Ensuring its equipment is used both properly and safely is a challenge of great significance for many small and mid-sized equipment manufacturers today, and establishing a comprehensive safety program to address the issue is a task not easily accomplished.

Creating a lasting and effective safety program requires both time and effort, both of which can be scarce resources for many companies. However, successfully establishing one can help small and mid-sized equipment manufacturers experience a number of benefits, including fewer accidents and product recalls, increased safety and quality of products for consumers, as well as greater market access worldwide.

“There are two options for equipment manufacturers today,” said Tom Hoffman of Kuhn North America, an AEM member. Hoffman recently shared his insights with attendees at this year's Product Safety & Compliance Seminar, which annually offers safety professionals in the equipment manufacturing industry the latest in standards, regulations and industry best practices.

“One is taking a proactive approach to product safety and deciding to put a process in place for when something happens or to preempt things from happening,” said Hoffman. “The other is to wait until you have an incident, and then wonder why you don’t have a process in place. Now it’s a reaction, and no one wants to be in that situation.”

According to Hoffman, small or mid-sized equipment manufacturers should consider taking the following steps to establish both the organizational structure and governance necessary for a product safety and compliance program:

1.  Enlist the help of an outside consultant. – While there are costs associated with hiring a consultant, doing so can help ensure an organization gets its product safety program off the ground while avoiding missteps and added complexity along the way.

2. Assemble a safety team. – The key to putting the right safety team together is to include employees from a variety of backgrounds and who possess different skillsets. Product testing, maintenance and service, as well as standards and regulations, are among the specific organizational areas that need to be represented on every ag equipment manufacturer’s safety team.

3. Create a schedule. – There’s no overstating the importance of ensuring product safety issues are addressed in a timely manner. While trying to keep key stakeholders within an organization on the same page can be a tall order, the sooner everyone can be brought up to date on a safety review process, the easier it can be to make progress and move forward.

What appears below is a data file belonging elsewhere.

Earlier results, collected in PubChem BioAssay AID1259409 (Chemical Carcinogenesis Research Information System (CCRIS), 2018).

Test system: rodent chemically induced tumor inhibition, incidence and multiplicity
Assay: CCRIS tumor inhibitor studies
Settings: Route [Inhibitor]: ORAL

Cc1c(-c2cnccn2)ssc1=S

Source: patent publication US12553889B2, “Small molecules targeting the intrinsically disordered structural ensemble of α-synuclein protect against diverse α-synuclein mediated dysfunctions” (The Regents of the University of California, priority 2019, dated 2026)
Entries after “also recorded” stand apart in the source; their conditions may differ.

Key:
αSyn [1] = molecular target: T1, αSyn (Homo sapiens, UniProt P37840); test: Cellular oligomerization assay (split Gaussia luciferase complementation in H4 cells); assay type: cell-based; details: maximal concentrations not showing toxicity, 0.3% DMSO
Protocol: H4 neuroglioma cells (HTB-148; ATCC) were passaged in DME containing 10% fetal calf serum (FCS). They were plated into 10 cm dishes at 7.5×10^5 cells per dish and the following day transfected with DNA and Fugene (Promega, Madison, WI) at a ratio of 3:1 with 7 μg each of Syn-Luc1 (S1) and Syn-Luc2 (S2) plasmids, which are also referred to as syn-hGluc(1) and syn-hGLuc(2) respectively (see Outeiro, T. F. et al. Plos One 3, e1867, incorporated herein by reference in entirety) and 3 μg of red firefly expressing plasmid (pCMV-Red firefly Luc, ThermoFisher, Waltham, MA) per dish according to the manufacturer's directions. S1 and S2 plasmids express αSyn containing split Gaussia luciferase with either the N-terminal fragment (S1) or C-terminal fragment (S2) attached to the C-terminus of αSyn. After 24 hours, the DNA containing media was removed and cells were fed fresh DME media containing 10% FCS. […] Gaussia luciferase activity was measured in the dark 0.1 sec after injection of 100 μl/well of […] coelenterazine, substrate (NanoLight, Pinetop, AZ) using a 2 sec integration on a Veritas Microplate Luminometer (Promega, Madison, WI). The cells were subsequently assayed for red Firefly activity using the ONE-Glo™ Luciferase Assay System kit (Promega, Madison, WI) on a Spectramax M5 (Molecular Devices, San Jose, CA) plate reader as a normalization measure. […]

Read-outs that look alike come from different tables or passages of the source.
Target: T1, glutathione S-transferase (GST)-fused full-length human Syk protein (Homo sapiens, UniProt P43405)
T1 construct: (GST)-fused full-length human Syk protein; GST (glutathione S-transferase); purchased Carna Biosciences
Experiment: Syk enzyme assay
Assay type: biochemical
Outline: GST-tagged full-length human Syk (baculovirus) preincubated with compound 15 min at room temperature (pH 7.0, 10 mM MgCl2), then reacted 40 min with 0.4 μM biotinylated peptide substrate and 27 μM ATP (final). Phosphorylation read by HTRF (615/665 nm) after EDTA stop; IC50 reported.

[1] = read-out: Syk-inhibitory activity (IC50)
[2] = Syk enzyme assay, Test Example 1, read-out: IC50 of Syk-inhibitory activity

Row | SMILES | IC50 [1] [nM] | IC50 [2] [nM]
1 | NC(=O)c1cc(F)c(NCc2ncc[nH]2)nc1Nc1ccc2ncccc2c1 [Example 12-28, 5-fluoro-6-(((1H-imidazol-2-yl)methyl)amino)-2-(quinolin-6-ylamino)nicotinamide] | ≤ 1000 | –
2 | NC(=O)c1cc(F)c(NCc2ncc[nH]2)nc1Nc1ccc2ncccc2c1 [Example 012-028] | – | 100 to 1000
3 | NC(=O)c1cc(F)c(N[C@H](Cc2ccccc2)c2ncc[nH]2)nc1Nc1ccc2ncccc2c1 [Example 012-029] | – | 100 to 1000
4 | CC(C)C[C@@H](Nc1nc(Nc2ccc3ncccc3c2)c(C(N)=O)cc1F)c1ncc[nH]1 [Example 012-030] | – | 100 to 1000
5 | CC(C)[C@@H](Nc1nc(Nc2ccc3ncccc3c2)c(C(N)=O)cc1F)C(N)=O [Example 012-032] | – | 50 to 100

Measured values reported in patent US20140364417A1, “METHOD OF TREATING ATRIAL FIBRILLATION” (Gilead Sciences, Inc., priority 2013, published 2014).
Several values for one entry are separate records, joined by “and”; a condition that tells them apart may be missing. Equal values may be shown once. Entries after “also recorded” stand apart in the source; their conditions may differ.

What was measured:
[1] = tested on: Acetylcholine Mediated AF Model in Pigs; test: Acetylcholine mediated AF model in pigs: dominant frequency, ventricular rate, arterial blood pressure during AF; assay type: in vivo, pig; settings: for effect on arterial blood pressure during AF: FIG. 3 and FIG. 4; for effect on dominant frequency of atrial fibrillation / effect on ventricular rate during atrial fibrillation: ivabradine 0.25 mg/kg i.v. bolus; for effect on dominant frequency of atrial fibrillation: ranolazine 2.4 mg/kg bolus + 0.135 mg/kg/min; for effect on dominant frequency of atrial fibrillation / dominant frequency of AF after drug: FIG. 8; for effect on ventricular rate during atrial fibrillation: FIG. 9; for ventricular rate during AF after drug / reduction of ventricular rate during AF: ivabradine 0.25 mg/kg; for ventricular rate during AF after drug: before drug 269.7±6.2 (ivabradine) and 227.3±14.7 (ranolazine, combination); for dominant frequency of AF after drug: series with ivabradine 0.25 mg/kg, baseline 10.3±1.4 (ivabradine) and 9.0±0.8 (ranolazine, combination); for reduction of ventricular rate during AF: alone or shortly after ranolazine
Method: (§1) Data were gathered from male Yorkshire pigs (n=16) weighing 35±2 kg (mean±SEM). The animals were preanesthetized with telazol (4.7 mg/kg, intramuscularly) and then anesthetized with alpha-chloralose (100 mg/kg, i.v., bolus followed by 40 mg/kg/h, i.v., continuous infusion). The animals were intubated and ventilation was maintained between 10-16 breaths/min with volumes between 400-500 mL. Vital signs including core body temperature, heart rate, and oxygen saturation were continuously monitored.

4. Conduct a physical hazard analysis during a product’s prototype phase. Inspect the product to make both an early and definitive determination as to whether or not it fits what’s acceptable from a safety standpoint.

5. Evaluate your progress during the production phase. – Every manufacturer knows issues with consistency can plague – or even derail – a product offering’s production. At times a company will need to revisit a machine during production because a hazard analysis is deemed necessary. However, it’s extremely important to remember any changes made must not adversely affect a product’s safety in the long run.

6. Determine how to handle end-of-life issues. – Because it’s impossible to predict how customers will use a piece of equipment, dealing with its lifespan can be quite difficult. That being said, a manufacturer must know exactly how to assess the safety of a machine throughout its lifecycle.

7. Communicate safety information effectively. – If a product safety issue arises, make sure machine tracking capabilities are in place and product support can help go out, locate equipment and address the issue in an efficient manner, and document the fact that appropriate steps were taken.

8. Be consistent with technical documentation. – This step can be easily overlooked, but the information being put out must be both accurate and consistent.

9. Attend safety seminars and learn from others in the industry. – There’s always new information to be learned, and it’s available from a variety of different sources. Investigate worthwhile opportunities and take advantage when it’s appropriate to do so.

10. Promote a culture of organizational safety. – If employees feel an issue related to safety needs to be discussed, it’s important they know where to go and who to talk to in order for it to be addressed quickly and decisively.

More Information

The 2019 Product Safety & Compliance Seminar and Product Liability Seminar will be held April 29-May 2 in Des Moines, Iowa. For more information on the Product Safety & Compliance and Product Liability seminars, contact Nathan Burton, AEM technical and safety services manager (nburton@aem.org, tel: 414-298-4126). 

 Subscribe to the AEM Industry Advisor for more information related to product safety and compliance.